Reference > Anatomy of the Human Body > Page 220
Henry Gray (1825–1861).  Anatomy of the Human Body.  1918.
membrane is attached, while the triangular surface between the ridges gives insertion to part of the Pronator quadratus. This crest separates the volar from the dorsal surface, and gives attachment to the interosseous membrane.

Surface.—The volar surface (facies volaris; anterior surface) is concave in its upper three-fourths, and gives origin to the Flexor pollicis longus; it is broad and flat in its lower fourth, and affords insertion to the Pronator quadratus. A prominent ridge limits the insertion of the Pronator quadratus below, and between this and the inferior border is a triangular rough surface for the attachment of the volar radiocarpal ligament. At the junction of the upper and middle thirds of the volar surface is the nutrient foramen, which is directed obliquely upward.
  The dorsal surface (facies dorsalis; posterior surface) is convex, and smooth in the upper third of its extent, and covered by the Supinator. Its middle third is broad, slightly concave, and gives origin to the Abductor pollicis longus above, and the Extensor pollicis brevis below. Its lower third is broad, convex, and covered by the tendons of the muscles which subsequently run in the grooves on the lower end of the bone.
  The lateral surface (facies lateralis; external surface) is convex throughout its entire extent. Its upper third gives insertion to the Supinator. About its center is a rough ridge, for the insertion of the Pronator teres. Its lower part is narrow, and covered by the tendons of the Abductor pollicis longus and Extensor pollicis brevis.

The Lower Extremity.—The lower extremity is large, of quadrilateral form, and provided with two articular surfaces—one below, for the carpus, and another at the medial side, for the ulna. The carpal articular surface is triangular, concave, smooth, and divided by a slight antero-posterior ridge into two parts. Of these, the lateral, triangular, articulates with the navicular bone; the medial, quadrilateral, with the lunate bone. The articular surface for the ulna is called the ulnar notch (sigmoid cavity) of the radius; it is narrow, concave, smooth, and articulates with the head of the ulna. These two articular surfaces are separated by a prominent ridge, to which the base of the triangular articular disk is attached; this disk separates the wrist-joint from the distal radioulnar articulation. This end of the bone has three non-articular surfaces—volar, dorsal, and lateral. The volar surface, rough and irregular, affords attachment to the volar radiocarpal ligament. The dorsal surface is convex, affords attachment to the dorsal radiocarpal ligament, and is marked by three grooves. Enumerated from the lateral side, the first groove is broad, but shallow, and subdivided into two by a slight ridge; the lateral of these two transmits the tendon of the Extensor carpi radialis longus, the medial the tendon of the Extensor carpi radialis brevis. The second is deep but narrow, and bounded laterally by a sharply defined ridge; it is directed obliquely from above downward and lateralward, and transmits the tendon of the Extensor pollicis longus. The third is broad, for the passage of the tendons of the Extensor indicis proprius and Extensor digitorum communis. The lateral surface is prolonged obliquely downward into a strong, conical projection, the styloid process, which gives attachment by its base to the tendon of the Brachioradialis, and by its apex to the radial collateral ligament of the wrist-joint. The lateral surface of this process is marked by a flat groove, for the tendons of the Abductor pollicis longus and Extensor pollicis brevis.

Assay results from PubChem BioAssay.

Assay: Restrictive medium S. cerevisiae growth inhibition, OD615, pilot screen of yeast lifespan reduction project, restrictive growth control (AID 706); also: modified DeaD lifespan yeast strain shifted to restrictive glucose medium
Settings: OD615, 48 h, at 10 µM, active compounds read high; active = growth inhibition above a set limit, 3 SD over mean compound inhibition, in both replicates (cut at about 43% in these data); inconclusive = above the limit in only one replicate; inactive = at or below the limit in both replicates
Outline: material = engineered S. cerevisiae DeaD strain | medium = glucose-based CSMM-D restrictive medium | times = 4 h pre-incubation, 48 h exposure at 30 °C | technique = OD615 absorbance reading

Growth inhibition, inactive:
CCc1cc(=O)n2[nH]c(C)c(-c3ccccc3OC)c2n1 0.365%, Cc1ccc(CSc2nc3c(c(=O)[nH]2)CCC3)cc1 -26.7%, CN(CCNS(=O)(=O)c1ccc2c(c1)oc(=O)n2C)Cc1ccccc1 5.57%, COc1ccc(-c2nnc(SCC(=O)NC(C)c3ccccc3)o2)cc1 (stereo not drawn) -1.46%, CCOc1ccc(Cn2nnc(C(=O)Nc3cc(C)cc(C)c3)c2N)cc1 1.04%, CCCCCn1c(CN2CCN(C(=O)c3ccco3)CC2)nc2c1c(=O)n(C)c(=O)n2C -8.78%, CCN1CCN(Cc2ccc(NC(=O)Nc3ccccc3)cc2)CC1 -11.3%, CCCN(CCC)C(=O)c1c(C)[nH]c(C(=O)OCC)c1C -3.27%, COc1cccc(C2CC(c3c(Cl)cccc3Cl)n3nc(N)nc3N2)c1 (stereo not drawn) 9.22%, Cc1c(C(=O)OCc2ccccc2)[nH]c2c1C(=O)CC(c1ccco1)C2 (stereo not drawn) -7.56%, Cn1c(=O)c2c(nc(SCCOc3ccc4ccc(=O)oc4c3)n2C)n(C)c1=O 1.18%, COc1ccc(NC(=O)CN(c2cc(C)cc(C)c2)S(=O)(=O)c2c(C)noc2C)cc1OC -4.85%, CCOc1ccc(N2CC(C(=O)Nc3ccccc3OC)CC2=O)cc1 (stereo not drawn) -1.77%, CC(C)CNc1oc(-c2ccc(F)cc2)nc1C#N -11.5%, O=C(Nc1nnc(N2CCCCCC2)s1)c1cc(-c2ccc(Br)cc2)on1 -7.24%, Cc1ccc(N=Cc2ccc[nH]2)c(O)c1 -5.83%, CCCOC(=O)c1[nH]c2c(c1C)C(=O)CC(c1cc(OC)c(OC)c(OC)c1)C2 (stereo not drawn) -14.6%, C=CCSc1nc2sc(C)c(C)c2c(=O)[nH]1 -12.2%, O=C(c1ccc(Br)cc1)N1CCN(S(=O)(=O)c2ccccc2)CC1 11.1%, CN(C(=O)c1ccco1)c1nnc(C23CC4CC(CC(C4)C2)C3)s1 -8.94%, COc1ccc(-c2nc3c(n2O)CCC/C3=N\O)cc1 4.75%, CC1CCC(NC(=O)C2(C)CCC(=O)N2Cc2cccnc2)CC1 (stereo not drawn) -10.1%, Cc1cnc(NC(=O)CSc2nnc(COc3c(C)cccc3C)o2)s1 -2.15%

Structure.—The long narrow medullary cavity is enclosed in a strong wall of compact tissue which is thickest along the interosseous border and thinnest at the extremities except over the cup-shaped articular surface (fovea) of the head where it is thickened. The trabeculæ of the spongy tissue are somewhat arched at the upper end and pass upward from the compact layer of the shaft to the fovea capituli; they are crossed by others parallel to the surface of the fovea. The arrangement at the lower end is somewhat similar.

Ossification (Figs. 217, 218).—The radius is ossified from three centers: one for the body, and one for either extremity. That for the body makes its appearance near the center of the bone, during the eighth week of fetal life. About the end of the second year, ossification commences


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